1.4 How well is the modelling process used in practice?
While some engineers use the modelling process well - often tacitly, most
engineers do not. Even some senior engineers in charge of complex innovative
projects are not good at modelling. If you do not use the modelling process you
cannot be good at modelling.
This problem relates to all types of predictive model.

1.5 How can this situation be changed?
Education The learning objectives for structural analysis in degree courses
needs to change - see Section 2.
Practice Engineers in practice should study the modelling process and start
to use it in a more formal way than is conventional. A source of
encouragement towards this would be via the CPD requirement for chartered
engineers.
The Institution of Structural Engineers should require competence in the use
of the modelling process in the assessment of applications for chartered
membership.

2 Learning objectives for modern structural analysis

2.1 The objectives
Risk Faults in structural analysis have led to major failures. Three of these are
described in Section 3.8 of Modern Structural Analysis. A major objective of
learning in structural analysis should be do minimise the risk involved. This issue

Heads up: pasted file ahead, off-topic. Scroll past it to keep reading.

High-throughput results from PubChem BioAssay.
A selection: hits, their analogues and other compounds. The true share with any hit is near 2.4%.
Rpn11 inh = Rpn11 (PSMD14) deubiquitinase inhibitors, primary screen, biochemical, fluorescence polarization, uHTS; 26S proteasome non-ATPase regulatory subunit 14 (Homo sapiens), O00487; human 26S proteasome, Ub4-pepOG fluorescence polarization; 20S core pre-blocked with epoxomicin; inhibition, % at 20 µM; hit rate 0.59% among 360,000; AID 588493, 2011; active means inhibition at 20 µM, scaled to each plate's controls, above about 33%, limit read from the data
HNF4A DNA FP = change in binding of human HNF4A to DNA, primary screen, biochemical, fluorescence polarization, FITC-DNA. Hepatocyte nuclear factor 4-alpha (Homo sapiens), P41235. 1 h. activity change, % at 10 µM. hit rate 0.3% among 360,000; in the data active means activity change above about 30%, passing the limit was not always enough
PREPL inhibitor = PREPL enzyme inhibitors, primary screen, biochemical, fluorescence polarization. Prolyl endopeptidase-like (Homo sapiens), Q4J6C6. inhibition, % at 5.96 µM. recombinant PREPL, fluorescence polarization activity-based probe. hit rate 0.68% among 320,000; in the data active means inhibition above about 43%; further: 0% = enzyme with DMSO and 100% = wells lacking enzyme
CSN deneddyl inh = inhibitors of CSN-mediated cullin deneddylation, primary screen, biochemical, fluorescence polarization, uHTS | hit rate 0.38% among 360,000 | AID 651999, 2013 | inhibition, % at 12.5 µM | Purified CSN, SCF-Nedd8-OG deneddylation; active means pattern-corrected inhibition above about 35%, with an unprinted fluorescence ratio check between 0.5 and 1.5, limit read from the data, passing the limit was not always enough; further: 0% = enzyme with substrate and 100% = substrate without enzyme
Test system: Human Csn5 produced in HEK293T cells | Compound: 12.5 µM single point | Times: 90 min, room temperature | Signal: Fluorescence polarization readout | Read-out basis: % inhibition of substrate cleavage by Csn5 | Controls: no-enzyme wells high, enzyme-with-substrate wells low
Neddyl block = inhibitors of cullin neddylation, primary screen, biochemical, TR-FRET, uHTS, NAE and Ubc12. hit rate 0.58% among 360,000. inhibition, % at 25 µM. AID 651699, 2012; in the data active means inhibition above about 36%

is not addressed in the conventional approach to teaching structural analysis
Understanding structural behaviour This is a main objective in the conventional
approach but as noted in Section 2.2 it does not produce good results. There is
a great deal to learn about structural behaviour. It is a lifetime activity for
structural engineers and it may not be realistic to expect graduates to have more
than a limited scope of such understanding. What one should expect is that new
graduates would have ability to develop understanding of structural behaviour.
Structural mechanics Knowledge of structural mechanics is essential for
competent use structural analysis.

The three fundamental objectives in teaching structural analysis should be to help
students to:
(1) Learn how to minimise risk in the use of structural analysis
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(2) Develop ability to understand structural behaviour
(3) Develop knowledge of structural mechanics


2.2 The role of the modelling process in achieving the learning
objectives
(1) Minimise risk
A strategy for minimising risk is set out in Chapter 3 (Modelling Process) of
Modern Structural Analysis. Since learning to minimise risk is a main
requirement, use of this strategy must be intrinsic to the learning regime.
(2) Develop understanding of structural behaviour
A range of strategies for doing this are briefly discussed in Section 2.4 of Modern
Structural Analysis. Note that the modelling process activities (Section 1.2)
provide rich opportunities for developing understanding.
(3) Develop knowledge of structural mechanics
The need for learning about structural mechanics arises naturally from using the
modelling process activities. This leads to a different emphasis as compared with
the traditional approach. There may be less coverage of solution methods and
the knowledge needed to assess the validity of assumptions made should be a
prominent feature.
Since modelling process activities underpin all three fundamental learning
objectives it is clear that they should be a central issue in learning.